The Tori-no-Ichi is held on the days of the rooster on the zodiac calendar in November, and this year, there are 3 rooster days in November. Days of the rooster occur every 12 days in November, which means that the month of November has at least 2 or even 3 days of the rooster, depending on the year.
This year, there are 3 rooster days in November, and the first Tori-no-Ichi festival was held on November 6th. The Tori-no-Ichi festival coming up on November 18th is the second Tori-no-Ichi this November, and it is called the Ni(two)-no-tori. The last one will be on November 30th.
The Tori-no-Ichi festival originated at the Otori-jinja (shrine) in Taito-ku, close to Asakusa. Started in the Edo period, it was originally a festival for farmers to appreciate prosperity and good harvest. Evolving through the years it has become a festival to wish for good luck, health, fortune, and business. Although the festival at the Otori-jinja in Asakusa is the most famous, you will find the same festival going on at all the Otori-jinja related shrines all over Tokyo and throughout Japan. There are about 30 shrines in Tokyo, some of the most famous being Hanazono-jinja Shrine in Shinjuku-ku, Kitano-jinja Shrine in Nakano-ku and Ebara-jinja Shrine in Shinagawa-ku.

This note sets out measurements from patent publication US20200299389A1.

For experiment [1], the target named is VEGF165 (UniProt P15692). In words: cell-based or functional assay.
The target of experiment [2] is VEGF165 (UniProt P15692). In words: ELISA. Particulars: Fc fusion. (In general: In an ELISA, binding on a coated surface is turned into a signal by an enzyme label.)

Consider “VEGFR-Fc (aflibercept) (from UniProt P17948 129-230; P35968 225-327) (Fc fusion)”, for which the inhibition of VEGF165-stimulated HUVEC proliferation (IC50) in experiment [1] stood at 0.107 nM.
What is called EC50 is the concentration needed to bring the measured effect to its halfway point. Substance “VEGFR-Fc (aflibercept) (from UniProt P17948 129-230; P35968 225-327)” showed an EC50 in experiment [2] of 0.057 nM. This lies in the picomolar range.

At the festival, Kumade, merrily decorated bamboo rakes, are sold to wish for and appreciate prosperity. Rakes are a symbol to “rake in” good luck and fortune, and it is decorated with charms of koban (gold coins), okame (a goddess of good luck), rice barrels, treasure ships, Japanese red snapper, etc., all symbols of richness and prosperity.
A “Iki” (cool, chic) way to buy a Kumade is to bargain the price of the Kumade with the seller twice, bring the price down but in the end paying full price as a present to the seller as a celebration for a good business deal. This practice makes you feel rich and generous, while the seller feels they’ve made lots of money, making everyone happy in the end; )
You will see many vendors showing off their gorgeous bamboo rakes, and you will hear lively shouting and hand claps when a rake is successfully sold.
Every year, one goes back to the same seller to buy an even bigger Kumade that symbolizes business growth. So the bigger the rake, the longer you have been in business.
Just going to the festival to hear the shouting and clapping and looking at all the colorful Kumades is quite energizing! The festivals go on until midnight, so enjoy a night out at a Tori-no-Ichi!